As you hold the plank position, focus on keeping the upper back flat (by actively pressing through the forearms/hands into the floor) and then pressing the legs together.

Coaching Tip: Don’t let your hips drop. It can be helpful to have someone help you find the proper positioning and keep you diligent in maintaining it.

Plank Exercise Guide - Tall Plank
Plank Exercise Guide – Tall Plank

Weighted Plank Form and Technique

Below is a step-by-step guide on how to properly set up and execute the weighted plank (forearm). This can also be done from the tall position as well.

Step 1: Set Your Base

Start by assuming a quadruped position with a plate placed on the middle back. You can do this yourself or by having a partner assist you.

Be sure to set the knees under the hips and the hands under the shoulders, creating a strong and stable position.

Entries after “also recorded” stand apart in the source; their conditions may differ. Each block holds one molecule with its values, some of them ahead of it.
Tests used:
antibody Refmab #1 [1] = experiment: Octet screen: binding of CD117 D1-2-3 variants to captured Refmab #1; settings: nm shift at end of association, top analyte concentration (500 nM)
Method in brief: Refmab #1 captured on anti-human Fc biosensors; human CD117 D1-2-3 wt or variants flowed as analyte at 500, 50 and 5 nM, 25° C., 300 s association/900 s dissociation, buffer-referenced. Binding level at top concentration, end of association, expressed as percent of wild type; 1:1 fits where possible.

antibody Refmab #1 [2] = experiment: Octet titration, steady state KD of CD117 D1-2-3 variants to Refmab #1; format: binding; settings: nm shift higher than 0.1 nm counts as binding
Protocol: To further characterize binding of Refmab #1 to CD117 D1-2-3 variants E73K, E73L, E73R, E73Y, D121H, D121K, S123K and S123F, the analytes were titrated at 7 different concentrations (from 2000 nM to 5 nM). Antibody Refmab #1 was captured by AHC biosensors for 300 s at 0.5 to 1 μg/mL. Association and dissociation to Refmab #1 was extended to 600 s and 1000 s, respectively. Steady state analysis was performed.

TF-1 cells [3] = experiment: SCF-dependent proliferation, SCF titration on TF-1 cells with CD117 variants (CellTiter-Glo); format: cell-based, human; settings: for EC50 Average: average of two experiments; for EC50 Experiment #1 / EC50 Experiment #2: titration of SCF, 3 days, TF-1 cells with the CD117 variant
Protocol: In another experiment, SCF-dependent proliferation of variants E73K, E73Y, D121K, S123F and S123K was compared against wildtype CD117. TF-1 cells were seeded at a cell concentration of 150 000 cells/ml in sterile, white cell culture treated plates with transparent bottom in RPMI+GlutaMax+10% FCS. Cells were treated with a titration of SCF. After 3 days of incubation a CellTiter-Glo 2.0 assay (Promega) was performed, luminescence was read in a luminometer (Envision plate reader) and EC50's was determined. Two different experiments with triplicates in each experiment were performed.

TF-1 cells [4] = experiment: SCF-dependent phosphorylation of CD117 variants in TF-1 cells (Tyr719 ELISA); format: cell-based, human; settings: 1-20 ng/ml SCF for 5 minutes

Coaching Tip: Pull the belly-button into the spine, making sure to place the lumbar spine into a neutral position (think about pressing the lumbar spine into the weight plate).

 

Plank Exercise Guide - Weighted Plank Set Up 1
Plank Exercise Guide – Weighted Plank Set Up 1

 

Step 2: Set Up The Plank

Step your left foot back, maintaining a braced core and neutral lumbar spine. Then, repeat with the other leg.

Be sure to not shift weight back or forwards when you do this. The limbs should be able to move freely from the core, meaning the pelvic and lumbar positioning should not be altered when getting set into the plank position).

Plank Exercise Guide - Weighted Plank Set Up 2
Plank Exercise Guide – Weighted Plank Set Up 2

Step 3: Brace, Breathe, and Hold

Once you are in the plank position, focus on maintaining a flat spine and tight core.

As you hold the plank position, focus on keeping the upper back flat (by actively pressing through the forearms into the floor) and keeping the legs pressed together.